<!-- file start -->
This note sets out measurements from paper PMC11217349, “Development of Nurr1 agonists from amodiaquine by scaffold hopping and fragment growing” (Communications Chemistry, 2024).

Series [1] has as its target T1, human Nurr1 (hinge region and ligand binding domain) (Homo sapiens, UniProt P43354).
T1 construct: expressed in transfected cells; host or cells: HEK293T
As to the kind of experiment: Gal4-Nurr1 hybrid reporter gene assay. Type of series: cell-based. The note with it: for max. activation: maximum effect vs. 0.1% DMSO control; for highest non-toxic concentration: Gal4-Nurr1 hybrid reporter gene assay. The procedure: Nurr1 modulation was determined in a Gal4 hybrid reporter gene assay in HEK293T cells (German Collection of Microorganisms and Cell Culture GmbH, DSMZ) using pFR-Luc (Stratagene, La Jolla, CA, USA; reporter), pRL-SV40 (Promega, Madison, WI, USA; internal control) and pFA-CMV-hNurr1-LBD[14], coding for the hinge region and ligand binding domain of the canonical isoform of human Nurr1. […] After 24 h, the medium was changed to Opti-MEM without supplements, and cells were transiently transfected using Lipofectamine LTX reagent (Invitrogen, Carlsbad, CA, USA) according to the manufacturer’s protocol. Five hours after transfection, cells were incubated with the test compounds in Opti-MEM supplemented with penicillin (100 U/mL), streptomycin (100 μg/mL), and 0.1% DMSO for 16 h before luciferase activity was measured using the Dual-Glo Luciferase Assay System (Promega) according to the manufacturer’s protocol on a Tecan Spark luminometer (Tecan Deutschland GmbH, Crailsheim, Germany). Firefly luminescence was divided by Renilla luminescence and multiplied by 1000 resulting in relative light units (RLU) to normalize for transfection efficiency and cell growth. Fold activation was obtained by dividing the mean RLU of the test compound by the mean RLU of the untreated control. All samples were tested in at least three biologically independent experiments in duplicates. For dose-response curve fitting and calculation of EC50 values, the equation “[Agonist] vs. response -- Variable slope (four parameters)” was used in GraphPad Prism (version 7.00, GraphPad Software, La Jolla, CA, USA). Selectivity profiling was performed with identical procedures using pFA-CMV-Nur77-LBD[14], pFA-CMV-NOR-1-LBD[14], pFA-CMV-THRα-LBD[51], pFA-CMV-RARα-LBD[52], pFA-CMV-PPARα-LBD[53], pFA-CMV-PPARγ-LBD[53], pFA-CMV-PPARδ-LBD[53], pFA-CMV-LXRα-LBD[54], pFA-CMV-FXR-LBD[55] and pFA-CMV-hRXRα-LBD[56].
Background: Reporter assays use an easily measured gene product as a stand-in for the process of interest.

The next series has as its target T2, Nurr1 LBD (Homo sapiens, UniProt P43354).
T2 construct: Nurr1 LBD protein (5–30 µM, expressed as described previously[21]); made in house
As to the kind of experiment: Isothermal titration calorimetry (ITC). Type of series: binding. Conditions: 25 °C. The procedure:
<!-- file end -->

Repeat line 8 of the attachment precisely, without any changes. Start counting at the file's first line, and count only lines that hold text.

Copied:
As to the kind of experiment: Isothermal titration calorimetry (ITC). Type of series: binding. Conditions: 25 °C. The procedure: